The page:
Zika virus is spread to people through mosquito bites, currently from the Aedes species mosquitoes. There is no vaccine to prevent or medicine to treat Zika. Outbreaks of Zika have occurred in areas of Africa, Southeast Asia, the Pacific Islands, and the Americas. In May 2015, the first local transmission of Zika virus infection (Zika) was reported in Brazil from there it spread to the rest of South America, to Central America, Caribbean and now appeared in Puerto Rico and Hawaii. The Center for Disease Control and Prevention (CDC) has issued a travel alert for people traveling to Brazil, Colombia, El Salvador, French Guiana, Guatemala, Haiti, Honduras, Martinique, Mexico, Panama, Paraguay, Suriname, Venezuela, and the Commonwealth of Puerto Rico and recommended for pregnant women to avoid the areas.
This alert follows reports in Brazil of microcephaly, babies born with abnormally underdeveloped heads, and other poor pregnancy outcomes in babies of mothers who were infected with Zika virus while pregnant. A few months after the introduction of Zika virus (ZIKV) infection into Brazil, there was an increase in congenital microcephaly occurrence. The incidence of congenital microcephaly increased by twenty times. This increase raises questions about the possible role of the Zika infection in congenital microcephaly, though there is currently only ecological evidence of an association between the two events, because there is no test for the presence of the Zika antibodies to confirm past infection. A possible causative nature of the association cannot be ruled out and more research needs to be done. The CDC has taken down its article on the possible association, but you can read the article from the European Center for Disease Control.
The disease symptoms are usually mild and last for 2 to 7 days. Infection may go unrecognized or are misdiagnosed as dengue, chikungunya or other viral infections that cause fever and rash. Asymptomatic infections are also reported to be common. According to the CDC about one in five people infected with Zika virus will develop symptoms, which include fever, rash, joint pain, and conjunctivitis (pink eye). Other commonly reported symptoms include myalgia, headache, and pain behind the eyes. Severe disease requiring hospitalization is uncommon and case fatality is low.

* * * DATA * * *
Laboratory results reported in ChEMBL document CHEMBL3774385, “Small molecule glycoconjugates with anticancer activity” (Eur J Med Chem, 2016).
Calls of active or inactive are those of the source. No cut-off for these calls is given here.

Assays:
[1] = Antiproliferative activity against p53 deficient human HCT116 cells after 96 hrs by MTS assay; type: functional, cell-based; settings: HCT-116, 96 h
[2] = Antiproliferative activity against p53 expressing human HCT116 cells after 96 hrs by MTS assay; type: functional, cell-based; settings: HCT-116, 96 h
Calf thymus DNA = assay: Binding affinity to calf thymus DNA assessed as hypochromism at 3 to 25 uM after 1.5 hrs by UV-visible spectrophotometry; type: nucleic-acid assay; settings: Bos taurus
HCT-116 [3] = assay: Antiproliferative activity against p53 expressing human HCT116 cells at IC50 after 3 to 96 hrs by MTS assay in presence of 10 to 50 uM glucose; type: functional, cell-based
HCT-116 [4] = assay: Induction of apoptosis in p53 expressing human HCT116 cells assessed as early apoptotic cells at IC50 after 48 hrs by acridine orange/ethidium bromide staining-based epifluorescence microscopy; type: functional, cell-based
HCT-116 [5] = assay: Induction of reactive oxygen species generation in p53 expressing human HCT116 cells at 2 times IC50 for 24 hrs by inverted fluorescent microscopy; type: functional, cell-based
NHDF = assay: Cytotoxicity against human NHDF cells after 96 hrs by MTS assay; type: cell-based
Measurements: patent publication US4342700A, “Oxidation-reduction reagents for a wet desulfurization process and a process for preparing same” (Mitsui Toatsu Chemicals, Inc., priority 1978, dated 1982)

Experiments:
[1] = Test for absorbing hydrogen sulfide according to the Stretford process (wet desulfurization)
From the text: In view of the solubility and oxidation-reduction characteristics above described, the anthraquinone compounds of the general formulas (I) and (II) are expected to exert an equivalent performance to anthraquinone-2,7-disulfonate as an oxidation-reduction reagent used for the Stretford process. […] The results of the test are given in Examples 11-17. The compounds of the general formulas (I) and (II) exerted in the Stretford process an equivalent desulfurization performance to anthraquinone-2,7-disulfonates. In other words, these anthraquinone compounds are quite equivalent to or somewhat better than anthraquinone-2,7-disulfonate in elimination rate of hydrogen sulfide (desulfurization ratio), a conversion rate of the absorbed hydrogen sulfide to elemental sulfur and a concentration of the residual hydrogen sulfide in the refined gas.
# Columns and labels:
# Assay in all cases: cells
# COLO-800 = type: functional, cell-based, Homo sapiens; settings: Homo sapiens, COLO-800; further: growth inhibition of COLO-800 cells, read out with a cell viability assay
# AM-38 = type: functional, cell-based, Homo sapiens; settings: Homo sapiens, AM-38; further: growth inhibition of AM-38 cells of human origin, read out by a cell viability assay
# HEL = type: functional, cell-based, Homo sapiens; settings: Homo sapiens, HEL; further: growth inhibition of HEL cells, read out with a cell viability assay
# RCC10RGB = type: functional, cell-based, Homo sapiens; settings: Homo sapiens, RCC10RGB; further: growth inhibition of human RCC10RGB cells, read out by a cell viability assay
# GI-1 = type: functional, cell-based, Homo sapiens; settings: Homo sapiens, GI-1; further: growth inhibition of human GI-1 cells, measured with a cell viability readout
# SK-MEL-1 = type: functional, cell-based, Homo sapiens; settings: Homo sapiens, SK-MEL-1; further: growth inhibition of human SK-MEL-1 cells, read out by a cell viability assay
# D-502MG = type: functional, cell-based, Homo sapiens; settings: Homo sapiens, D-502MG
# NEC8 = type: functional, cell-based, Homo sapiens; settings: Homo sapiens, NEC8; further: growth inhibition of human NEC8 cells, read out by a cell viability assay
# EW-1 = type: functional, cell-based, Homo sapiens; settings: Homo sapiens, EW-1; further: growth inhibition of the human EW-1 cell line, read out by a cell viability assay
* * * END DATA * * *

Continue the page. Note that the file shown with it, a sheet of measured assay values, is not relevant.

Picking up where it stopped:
During the Zika virus outbreak in French Polynesia, in 2013, 74 patients who had Zika symptoms, later developed neurological or autoimmune syndromes - out of them, 42 were diagnosed as Guillain–Barré syndrome. In the current Brazil outbreak , 121 cases of neurological manifestations and Guillain–Barré syndrome (GBS) have been reported, all with a history of Zika-like symptoms. Guillain-Barré syndrome (GBS) is a disorder in which the body's immune system attacks part of the peripheral nervous system. The first symptoms of this disorder include varying degrees of weakness or tingling sensations in the legs. In many instances the symmetrical weakness and abnormal sensations spread to the arms and upper body. These symptoms can increase in intensity until certain muscles cannot be used at all and, when severe, the person is almost totally paralyzed. Most people will have good recovery from even the most severe cases, although some continue to have a certain degree of weakness.
The Zika virus orginated in Africa and some disease specialists believe it was introduced in Brazil during the World Cup. These same scientists modeled the vectors to spread the disease have warned that the Brazil 2016 Summer Olympics could serve as a catalyst for the virus to spread the disease to the rest of the world.
Because the Aedes species mosquitoes that spreads the Zika virus are found throughout the world, it is likely that outbreaks will continue spread to new countries. In December 2015, Puerto Rico reported its first confirmed Zika virus case. Locally transmitted Zika has not been reported elsewhere in the United States, but cases of Zika have been reported in returning travelers. There is no widely available test for Zika, a blood or tissue sample from the first week of the infection can be used with advanced molecular testing. It is also possible that due to Zika’s close relation to two dengue and yellow fever it may react with the antibody tests for those viruses.